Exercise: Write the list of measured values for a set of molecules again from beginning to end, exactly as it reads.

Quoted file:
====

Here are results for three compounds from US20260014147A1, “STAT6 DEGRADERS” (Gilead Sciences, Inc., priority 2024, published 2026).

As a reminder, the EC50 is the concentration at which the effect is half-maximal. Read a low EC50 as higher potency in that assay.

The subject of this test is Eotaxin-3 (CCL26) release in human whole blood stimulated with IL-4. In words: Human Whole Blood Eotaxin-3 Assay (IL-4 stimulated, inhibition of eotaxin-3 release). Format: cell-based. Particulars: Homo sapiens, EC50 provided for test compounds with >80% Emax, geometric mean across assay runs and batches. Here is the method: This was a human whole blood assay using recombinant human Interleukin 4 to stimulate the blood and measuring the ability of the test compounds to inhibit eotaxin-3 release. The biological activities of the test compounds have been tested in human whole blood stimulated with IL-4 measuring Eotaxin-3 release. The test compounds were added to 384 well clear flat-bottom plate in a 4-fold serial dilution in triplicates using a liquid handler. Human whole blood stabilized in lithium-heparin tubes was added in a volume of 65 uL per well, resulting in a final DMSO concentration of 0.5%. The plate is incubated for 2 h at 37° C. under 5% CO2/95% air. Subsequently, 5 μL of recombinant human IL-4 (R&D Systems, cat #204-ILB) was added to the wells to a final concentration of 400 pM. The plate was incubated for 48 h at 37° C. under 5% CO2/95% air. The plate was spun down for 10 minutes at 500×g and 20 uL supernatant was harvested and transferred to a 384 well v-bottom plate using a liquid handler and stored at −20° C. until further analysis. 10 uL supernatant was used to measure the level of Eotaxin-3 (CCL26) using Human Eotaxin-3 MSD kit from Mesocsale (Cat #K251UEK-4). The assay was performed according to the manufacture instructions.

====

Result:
Here are results for three compounds from US20260014147A1, “STAT6 DEGRADERS” (Gilead Sciences, Inc., priority 2024, published 2026).

As a reminder, the EC50 is the concentration at which the effect is half-maximal. Read a low EC50 as higher potency in that assay.

The subject of this test is Eotaxin-3 (CCL26) release in human whole blood stimulated with IL-4. In words: Human Whole Blood Eotaxin-3 Assay (IL-4 stimulated, inhibition of eotaxin-3 release). Format: cell-based. Particulars: Homo sapiens, EC50 provided for test compounds with >80% Emax, geometric mean across assay runs and batches. Here is the method: This was a human whole blood assay using recombinant human Interleukin 4 to stimulate the blood and measuring the ability of the test compounds to inhibit eotaxin-3 release. The biological activities of the test compounds have been tested in human whole blood stimulated with IL-4 measuring Eotaxin-3 release. The test compounds were added to 384 well clear flat-bottom plate in a 4-fold serial dilution in triplicates using a liquid handler. Human whole blood stabilized in lithium-heparin tubes was added in a volume of 65 uL per well, resulting in a final DMSO concentration of 0.5%. The plate is incubated for 2 h at 37° C. under 5% CO2/95% air. Subsequently, 5 μL of recombinant human IL-4 (R&D Systems, cat #204-ILB) was added to the wells to a final concentration of 400 pM. The plate was incubated for 48 h at 37° C. under 5% CO2/95% air. The plate was spun down for 10 minutes at 500×g and 20 uL supernatant was harvested and transferred to a 384 well v-bottom plate using a liquid handler and stored at −20° C. until further analysis. 10 uL supernatant was used to measure the level of Eotaxin-3 (CCL26) using Human Eotaxin-3 MSD kit from Mesocsale (Cat #K251UEK-4). The assay was performed according to the manufacture instructions.